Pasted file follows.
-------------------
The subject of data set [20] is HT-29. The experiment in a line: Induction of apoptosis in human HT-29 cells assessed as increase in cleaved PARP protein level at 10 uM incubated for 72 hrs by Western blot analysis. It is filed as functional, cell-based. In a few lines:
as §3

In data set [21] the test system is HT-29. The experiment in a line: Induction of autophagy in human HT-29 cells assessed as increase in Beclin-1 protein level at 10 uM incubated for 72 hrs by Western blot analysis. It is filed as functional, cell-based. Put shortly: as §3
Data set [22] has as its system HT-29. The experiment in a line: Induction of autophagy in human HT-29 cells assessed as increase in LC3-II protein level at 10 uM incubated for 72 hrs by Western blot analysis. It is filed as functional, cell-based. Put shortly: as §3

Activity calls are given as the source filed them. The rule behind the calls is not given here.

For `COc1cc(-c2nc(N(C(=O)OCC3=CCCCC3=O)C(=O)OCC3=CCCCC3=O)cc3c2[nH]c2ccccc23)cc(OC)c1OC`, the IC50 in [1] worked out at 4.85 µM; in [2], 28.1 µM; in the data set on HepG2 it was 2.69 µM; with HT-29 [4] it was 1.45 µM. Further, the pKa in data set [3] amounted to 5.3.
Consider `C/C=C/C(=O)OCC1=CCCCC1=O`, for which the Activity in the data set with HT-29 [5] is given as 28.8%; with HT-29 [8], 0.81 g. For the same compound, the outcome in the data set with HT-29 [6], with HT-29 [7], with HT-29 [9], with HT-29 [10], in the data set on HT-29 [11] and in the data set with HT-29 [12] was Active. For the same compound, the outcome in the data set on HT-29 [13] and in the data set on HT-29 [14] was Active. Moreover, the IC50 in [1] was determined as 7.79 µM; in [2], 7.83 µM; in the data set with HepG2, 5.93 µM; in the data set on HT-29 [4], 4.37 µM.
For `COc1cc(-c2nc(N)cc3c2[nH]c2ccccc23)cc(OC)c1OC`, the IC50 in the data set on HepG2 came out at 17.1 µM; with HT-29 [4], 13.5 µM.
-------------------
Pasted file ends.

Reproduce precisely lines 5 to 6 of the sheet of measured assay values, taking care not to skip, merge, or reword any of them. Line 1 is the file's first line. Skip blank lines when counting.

Activity calls are given as the source filed them. The rule behind the calls is not given here.

For `COc1cc(-c2nc(N(C(=O)OCC3=CCCCC3=O)C(=O)OCC3=CCCCC3=O)cc3c2[nH]c2ccccc23)cc(OC)c1OC`, the IC50 in [1] worked out at 4.85 µM; in [2], 28.1 µM; in the data set on HepG2 it was 2.69 µM; with HT-29 [4] it was 1.45 µM. Further, the pKa in data set [3] amounted to 5.3.